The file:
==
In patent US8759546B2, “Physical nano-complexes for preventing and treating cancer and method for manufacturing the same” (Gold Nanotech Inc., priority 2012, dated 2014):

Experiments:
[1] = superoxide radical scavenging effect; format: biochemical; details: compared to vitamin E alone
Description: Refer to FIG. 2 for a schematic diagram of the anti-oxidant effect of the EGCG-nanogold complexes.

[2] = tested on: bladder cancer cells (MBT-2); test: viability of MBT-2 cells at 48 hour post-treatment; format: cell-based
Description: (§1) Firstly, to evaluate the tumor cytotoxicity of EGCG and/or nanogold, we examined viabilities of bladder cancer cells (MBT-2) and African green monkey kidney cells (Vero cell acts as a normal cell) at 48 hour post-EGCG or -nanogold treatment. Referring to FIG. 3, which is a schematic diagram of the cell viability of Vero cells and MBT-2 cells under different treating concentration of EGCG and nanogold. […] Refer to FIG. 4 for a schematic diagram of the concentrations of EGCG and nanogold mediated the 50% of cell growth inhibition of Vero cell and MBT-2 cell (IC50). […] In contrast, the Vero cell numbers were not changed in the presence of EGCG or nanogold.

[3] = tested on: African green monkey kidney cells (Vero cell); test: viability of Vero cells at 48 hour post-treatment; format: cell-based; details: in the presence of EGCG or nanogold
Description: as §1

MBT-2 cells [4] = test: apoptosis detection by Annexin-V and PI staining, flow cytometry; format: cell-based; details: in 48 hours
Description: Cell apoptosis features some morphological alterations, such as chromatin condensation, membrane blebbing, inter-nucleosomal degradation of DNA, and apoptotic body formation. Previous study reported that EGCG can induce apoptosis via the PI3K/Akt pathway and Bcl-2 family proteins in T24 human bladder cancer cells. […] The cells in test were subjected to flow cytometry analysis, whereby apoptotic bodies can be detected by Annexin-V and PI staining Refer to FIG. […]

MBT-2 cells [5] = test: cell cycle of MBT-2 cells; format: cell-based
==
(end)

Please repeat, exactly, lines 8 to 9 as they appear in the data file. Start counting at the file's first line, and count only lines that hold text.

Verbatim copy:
Description: as §1

MBT-2 cells [4] = test: apoptosis detection by Annexin-V and PI staining, flow cytometry; format: cell-based; details: in 48 hours